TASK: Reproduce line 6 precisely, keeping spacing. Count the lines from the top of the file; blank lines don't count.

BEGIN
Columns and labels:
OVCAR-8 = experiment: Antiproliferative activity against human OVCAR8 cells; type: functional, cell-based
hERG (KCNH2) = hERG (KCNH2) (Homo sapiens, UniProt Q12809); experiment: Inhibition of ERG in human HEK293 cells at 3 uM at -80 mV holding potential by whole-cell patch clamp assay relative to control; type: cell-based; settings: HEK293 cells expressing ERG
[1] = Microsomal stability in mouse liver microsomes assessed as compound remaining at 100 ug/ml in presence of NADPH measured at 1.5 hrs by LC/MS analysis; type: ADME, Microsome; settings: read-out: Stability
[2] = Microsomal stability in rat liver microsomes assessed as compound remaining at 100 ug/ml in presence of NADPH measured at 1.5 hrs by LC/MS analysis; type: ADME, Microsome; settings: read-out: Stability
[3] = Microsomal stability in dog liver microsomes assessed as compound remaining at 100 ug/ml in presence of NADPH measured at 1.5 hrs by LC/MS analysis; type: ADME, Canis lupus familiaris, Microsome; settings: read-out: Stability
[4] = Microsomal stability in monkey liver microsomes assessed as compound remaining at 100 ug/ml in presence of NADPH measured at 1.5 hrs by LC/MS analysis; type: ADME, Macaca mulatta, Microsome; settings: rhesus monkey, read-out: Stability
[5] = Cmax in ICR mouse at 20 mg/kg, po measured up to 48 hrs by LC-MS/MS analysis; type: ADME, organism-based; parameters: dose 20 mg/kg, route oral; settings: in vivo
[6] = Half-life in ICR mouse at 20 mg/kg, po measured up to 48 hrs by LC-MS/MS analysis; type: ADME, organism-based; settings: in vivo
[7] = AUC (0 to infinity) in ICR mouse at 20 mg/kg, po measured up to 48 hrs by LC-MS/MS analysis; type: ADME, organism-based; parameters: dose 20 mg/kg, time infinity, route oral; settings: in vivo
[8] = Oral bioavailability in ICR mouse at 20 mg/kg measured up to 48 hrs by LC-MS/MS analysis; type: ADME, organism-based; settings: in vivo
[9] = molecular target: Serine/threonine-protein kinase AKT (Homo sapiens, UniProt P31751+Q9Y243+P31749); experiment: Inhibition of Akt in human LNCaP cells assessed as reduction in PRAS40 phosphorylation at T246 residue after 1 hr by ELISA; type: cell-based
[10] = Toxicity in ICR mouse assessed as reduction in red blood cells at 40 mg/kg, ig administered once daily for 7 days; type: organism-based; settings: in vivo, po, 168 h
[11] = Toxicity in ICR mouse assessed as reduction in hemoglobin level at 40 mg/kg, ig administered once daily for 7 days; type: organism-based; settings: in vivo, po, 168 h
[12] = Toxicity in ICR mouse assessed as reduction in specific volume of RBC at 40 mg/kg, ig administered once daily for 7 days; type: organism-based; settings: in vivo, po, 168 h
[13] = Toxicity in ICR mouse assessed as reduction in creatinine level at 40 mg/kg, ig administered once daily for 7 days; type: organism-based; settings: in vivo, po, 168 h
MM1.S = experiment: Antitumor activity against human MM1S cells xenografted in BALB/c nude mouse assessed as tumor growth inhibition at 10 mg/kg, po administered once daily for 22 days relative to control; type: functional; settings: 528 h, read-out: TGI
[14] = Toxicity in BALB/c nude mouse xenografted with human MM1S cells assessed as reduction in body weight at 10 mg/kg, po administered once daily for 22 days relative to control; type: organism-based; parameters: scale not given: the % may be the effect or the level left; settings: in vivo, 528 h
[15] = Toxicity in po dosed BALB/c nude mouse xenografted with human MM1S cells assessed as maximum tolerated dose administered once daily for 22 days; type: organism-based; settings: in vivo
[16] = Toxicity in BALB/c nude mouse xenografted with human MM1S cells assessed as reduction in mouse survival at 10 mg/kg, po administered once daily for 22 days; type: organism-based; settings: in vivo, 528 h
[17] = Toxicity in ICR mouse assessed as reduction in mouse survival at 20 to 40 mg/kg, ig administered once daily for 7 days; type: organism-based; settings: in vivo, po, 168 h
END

[3] = Microsomal stability in dog liver microsomes assessed as compound remaining at 100 ug/ml in presence of NADPH measured at 1.5 hrs by LC/MS analysis; type: ADME, Canis lupus familiaris, Microsome; settings: read-out: Stability